Skip to main content

Sign up for our newsletter.

Quality journalism. Progressive values. Direct to your inbox.


People shopping in the egg and dairy case on March 13, 2020 at Whole Foods Merket in Vauxhall, New Jersey. (Photo: Rich Graessle/Icon Sportswire via Getty Images)

Inflation Is Complicated, But the Solution Is Simple

The best thing we can do to offset the pain of inflation is to raise the standard of living for all of us.

Domenica Ghanem


Many Americans are noticing the rising price of goods from sour cream to carburetors as politicians sound the alarm on an inflation crisis.

You may be wondering what single force would cause the cost of a dairy product to go up at the same time as the cost of a car part. The truth is that not all inflation is the same. Each sector has its own issues.

A few conservative lawmakers have used inflation as an excuse not to pass these programs. But they have it exactly backwards.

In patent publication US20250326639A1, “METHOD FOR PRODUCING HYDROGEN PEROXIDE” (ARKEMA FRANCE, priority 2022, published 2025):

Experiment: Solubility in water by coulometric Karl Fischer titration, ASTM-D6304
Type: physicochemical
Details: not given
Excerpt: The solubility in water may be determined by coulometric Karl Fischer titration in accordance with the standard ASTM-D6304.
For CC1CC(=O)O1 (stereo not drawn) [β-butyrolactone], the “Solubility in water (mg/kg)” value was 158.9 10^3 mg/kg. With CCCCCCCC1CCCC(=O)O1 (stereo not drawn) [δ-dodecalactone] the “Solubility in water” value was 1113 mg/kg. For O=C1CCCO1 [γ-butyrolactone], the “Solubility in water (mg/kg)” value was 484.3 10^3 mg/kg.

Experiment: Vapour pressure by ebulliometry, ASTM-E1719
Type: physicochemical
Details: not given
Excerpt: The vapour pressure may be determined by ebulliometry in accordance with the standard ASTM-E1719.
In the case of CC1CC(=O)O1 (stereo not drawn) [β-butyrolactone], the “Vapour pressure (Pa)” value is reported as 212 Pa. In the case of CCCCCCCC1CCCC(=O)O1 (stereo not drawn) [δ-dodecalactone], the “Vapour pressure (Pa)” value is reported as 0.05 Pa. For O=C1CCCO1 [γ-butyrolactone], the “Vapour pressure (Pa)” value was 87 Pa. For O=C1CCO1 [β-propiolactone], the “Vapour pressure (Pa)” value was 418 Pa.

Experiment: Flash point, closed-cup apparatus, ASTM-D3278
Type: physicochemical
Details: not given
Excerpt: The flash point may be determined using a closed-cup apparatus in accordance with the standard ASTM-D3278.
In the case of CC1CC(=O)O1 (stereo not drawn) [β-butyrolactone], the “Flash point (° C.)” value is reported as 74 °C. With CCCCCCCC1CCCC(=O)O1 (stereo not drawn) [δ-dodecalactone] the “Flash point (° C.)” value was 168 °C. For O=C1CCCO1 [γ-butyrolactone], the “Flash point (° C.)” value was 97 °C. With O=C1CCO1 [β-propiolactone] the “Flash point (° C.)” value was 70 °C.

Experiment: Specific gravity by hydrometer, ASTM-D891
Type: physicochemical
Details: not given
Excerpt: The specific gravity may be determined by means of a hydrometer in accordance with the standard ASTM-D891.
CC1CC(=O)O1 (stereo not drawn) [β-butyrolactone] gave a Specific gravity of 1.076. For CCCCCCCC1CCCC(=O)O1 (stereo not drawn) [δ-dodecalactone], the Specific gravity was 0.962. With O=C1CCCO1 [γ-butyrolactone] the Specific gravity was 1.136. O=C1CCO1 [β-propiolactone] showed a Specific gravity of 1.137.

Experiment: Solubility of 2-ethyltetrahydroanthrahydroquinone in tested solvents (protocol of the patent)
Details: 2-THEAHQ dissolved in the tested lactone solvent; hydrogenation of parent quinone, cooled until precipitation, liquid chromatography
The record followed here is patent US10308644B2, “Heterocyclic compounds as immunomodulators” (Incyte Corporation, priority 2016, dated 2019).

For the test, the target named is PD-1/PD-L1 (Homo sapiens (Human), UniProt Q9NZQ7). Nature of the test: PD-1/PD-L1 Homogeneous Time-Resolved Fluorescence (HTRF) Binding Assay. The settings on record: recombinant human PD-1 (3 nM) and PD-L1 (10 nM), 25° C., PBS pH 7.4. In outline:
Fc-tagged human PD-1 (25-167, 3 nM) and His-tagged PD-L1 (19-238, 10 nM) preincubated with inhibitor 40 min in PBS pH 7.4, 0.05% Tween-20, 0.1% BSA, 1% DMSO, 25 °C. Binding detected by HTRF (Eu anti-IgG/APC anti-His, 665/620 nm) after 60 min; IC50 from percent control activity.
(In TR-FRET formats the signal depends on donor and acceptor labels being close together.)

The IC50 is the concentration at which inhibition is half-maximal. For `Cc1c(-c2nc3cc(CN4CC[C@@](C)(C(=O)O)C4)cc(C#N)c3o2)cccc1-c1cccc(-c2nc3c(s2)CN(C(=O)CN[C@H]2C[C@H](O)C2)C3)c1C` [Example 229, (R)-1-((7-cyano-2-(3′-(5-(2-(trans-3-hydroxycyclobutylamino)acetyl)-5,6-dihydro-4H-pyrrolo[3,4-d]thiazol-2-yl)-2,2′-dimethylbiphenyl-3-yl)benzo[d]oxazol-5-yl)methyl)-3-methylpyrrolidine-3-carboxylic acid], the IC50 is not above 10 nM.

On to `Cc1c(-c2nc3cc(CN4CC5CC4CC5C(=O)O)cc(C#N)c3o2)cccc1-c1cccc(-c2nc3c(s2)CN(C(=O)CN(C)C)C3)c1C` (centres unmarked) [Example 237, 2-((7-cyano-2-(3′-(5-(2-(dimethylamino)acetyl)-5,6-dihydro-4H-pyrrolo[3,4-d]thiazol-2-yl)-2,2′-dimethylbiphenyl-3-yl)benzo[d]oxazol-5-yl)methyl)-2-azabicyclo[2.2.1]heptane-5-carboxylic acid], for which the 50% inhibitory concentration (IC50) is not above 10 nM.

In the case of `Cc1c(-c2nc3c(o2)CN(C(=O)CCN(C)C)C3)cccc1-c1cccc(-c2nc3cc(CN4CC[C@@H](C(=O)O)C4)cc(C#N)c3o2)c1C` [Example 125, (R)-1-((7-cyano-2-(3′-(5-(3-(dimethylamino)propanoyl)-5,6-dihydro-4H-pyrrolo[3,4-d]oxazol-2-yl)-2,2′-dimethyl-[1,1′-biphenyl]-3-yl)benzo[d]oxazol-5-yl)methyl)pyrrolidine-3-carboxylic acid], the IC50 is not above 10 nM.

And none of it is solved by less government funding for our safety net, as some politicians have proposed.

Some of it is what we can call pandemic inflation. Because our economy bounced back quicker after the COVID-19 shutdowns than anyone predicted—thanks largely to investments from the American Rescue Plan—people have more spending money and demand has risen faster than our underinvested supply chain could handle.

This rising demand accounts for price flares in auto manufacturing and lumber, for example. At the same time, you'll notice prices that had plummeted during the shutdowns returning to pre-pandemic levels. Think: plane tickets.

Meanwhile, recent price spikes on other goods that families depend on—like diapers, meat, and dairy—can be linked to corporate greed. Decades of corporations monopolizing industries and cutting out competition has given them the power to artificially inflate the prices of these necessities under the guise of "inflation."

Big business is simply milking this opportunity to claim that they need to raise their prices while they use those profits to engage in stock buybacks—which benefit shareholders and CEOs, not small farmers or the grocers who stock the shelves.